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The Pediatric Renal Transplant Process: A Guide for Home Health Clinicians

Williams, Jennifer B. RN, BSN; Bonin, Stacie W. RN, BSN, CPN; Emory, Bela G. RN, CPN, BSN; Tate, Ashley W. RN, BSN, CPN; Thompson, Gina T. RN; Wood, Susan M. RN, BSN

Home Healthcare Nurse: The Journal for the Home Care and Hospice Professional: September 2011 - Volume 29 - Issue 8 - p 492–503
doi: 10.1097/NHH.0b013e31822a06e5
Feature: CE Connection

Kidneys are one of the most commonly transplanted solid organs in children. In 2008, 16,067 renal transplants were performed in the United States; of those, 773 were performed on patients under the age of 18 (2009 OPTN/SRTR Annual Report 1999–2008, 2009). The process of renal transplantation can be a long one and children and their families often endure many challenges on the road to the transplant, not to mention the adjustments that lie ahead afterward. For this reason, and because these patients benefit from home health follow-up after their transplant, it is important for home health clinicians to be knowledgeable about the renal transplant process in addition to posttransplant care.

Jennifer B. Williams, RN, BSN, graduated from the University of North Carolina in 2006. She has worked as a pediatric surgical nurse at the NC Children's Hospital, Chapel Hill, for 5 years and has worked as a Clinical Nurse III for the past 3 years.

Stacie W. Bonin, RN, BSN, CPN, graduated from East Carolina University and has been a nurse for 9 years at UNC Children's Hospital, Chapel Hill. Currently, she is working as a Clinical Nurse III with a pediatric surgery and trauma unit.

Bela G. Emory, RN, CPN, BSN, received her BSN from the University of North Carolina in 1986. She is a clinical nurse with 24 years of acute care pediatric nursing experience at UNC Hospitals, Chapel Hill. In 2009, she became a certified pediatric nurse.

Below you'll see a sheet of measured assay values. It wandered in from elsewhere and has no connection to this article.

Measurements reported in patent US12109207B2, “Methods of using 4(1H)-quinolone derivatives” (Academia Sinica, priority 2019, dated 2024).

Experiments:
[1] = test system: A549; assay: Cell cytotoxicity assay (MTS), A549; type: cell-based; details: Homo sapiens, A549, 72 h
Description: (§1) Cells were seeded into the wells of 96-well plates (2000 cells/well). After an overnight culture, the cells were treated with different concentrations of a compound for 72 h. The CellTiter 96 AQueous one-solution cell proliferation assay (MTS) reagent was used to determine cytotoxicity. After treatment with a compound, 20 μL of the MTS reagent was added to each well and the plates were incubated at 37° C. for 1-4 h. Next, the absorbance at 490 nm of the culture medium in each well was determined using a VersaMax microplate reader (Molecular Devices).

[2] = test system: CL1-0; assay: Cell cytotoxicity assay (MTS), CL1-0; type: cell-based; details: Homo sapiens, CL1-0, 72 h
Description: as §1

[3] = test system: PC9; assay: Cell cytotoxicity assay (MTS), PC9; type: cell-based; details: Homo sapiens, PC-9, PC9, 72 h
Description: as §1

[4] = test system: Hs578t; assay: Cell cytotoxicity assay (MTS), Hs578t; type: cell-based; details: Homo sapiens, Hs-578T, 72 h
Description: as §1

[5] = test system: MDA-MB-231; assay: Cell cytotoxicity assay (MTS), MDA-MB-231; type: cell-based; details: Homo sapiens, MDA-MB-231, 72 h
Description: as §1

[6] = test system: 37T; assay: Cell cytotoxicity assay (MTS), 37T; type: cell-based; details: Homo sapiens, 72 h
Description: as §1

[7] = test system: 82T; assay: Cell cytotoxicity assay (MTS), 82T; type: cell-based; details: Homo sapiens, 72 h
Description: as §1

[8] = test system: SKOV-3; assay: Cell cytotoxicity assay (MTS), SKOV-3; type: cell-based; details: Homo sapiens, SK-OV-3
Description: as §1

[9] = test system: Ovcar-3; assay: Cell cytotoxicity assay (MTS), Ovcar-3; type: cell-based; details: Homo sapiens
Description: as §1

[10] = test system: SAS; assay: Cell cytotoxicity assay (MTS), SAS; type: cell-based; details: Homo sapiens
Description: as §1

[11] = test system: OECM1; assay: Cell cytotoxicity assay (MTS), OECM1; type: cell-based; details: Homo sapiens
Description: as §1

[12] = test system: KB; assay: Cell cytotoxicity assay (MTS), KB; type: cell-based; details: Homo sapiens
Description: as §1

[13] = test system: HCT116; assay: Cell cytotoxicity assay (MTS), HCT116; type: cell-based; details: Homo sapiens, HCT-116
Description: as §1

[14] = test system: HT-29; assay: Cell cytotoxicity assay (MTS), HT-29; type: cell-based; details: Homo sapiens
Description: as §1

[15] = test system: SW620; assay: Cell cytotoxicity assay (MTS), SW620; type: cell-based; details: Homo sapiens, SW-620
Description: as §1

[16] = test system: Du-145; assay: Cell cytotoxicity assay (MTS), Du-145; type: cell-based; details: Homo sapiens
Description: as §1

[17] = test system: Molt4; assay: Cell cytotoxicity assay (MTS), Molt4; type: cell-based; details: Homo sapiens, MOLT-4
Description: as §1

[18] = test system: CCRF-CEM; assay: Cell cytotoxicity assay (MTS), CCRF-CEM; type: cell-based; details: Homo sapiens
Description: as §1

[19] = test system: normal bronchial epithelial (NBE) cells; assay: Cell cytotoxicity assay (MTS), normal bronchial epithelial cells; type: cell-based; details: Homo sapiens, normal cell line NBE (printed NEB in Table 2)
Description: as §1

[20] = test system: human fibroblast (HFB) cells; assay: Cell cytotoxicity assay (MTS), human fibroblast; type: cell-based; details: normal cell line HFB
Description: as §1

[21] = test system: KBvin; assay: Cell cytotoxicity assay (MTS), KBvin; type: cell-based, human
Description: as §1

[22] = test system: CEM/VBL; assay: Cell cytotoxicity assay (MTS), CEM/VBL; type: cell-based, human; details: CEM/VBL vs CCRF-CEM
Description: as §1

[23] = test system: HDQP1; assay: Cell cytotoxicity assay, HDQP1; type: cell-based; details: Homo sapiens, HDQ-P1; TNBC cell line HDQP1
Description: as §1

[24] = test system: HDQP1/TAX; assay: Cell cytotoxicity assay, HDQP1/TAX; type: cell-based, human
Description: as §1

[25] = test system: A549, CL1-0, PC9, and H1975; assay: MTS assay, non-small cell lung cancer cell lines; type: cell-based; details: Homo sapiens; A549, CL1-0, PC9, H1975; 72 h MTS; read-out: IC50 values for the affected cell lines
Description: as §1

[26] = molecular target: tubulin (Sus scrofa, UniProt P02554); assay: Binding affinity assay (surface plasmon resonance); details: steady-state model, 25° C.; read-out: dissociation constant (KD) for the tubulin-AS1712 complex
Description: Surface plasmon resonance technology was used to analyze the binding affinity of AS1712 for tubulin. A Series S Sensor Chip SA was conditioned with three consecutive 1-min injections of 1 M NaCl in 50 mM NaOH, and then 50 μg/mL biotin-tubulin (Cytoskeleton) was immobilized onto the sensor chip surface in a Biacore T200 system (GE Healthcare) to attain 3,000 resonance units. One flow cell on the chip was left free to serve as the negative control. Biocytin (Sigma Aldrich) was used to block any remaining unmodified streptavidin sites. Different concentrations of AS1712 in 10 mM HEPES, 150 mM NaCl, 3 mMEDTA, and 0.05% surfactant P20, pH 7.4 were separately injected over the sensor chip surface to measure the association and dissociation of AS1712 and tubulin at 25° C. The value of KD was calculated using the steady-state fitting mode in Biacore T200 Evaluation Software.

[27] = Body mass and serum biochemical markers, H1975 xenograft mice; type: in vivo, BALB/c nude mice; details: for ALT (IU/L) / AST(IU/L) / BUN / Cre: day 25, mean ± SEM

Ashley W. Tate, RN, BSN, CPN, attended UNC-Chapel Hill and has worked in the area of pediatric surgery and trauma for 11 years at UNC Healthcare/NC Children's Hospital, Chapel Hill. She has held various positions in the Aucte Care Unit, including Staff Nurse, Nurse Education Clinician, and currently Clinical Nurse IV.

Gina T. Thompson, RN, as a Clinical Nurse III has worked at UNC Healthcare/NC Children's Hospital, Chapel Hill, for 11 years in the pediatric surgery/trauma unit. She also has worked per diem as an Emergency Department nurse at Chatham Hospital, Siler City, North Carolina, for the past 5 years.

Susan M. Wood, RN, BSN, graduated from the University of North Carolina in 2001. She has been a nurse on 7 Children's in the North Carolina Children's Hospital at UNC Healthcare, Chapel Hill, for 10 years, specializing in pediatric surgery. Her role in this acute inpatient floor began as an extern in nursing school, and she has moved up UNC Healthcare's clinical ladder from Clinical Nurse I as a new graduate to now hold the title of Clinical Nurse IV.

Address for correspondence: Jennifer McElroy (

The data and analyses reported in the 2009 Annual Report of the U.S. Organ Procurement and Transplantation Network and the Scientific Registry of Transplant Recipients have been supplied by UNOS and Arbor Research under contract with Health and Human Services/Health Resources and Series Administration. The authors alone are responsible for reporting and interpreting these data; the views expressed herein are those of the authors and not necessarily those of the U.S. Government.

The authors of this article have no significant ties, financial or otherwise, to any company that might have an interest in the publication of this educational activity.

For 40 additional continuing nursing education articles on pediatric topics, go to

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Pathophysiology: A Snapshot



Kidneys are primarily responsible for excreting waste and maintaining fluid and electrolyte balances in the body. Renal failure results when the kidneys are no longer able to function in these capacities and can be acute or chronic in nature. Acute renal failure usually resolves with treatment, although in some cases and when left untreated, acute renal failure will progress to chronic renal failure. Chronic renal failure will worsen over time until the body requires outside intervention to function in the capacity of the kidneys. The final stage of chronic renal failure is end-stage renal disease (ESRD). At this stage, there are only two treatment options— dialysis or renal transplant. While dialysis is an effective treatment for patients with ESRD, it prevents these patients and families from having a normal lifestyle and presents risks as a treatment option. Renal transplant is a very complex process and can be very emotionally taxing for a child and family, but provides the best chance for a normal lifestyle (Hockenberry & Wilson, 2007).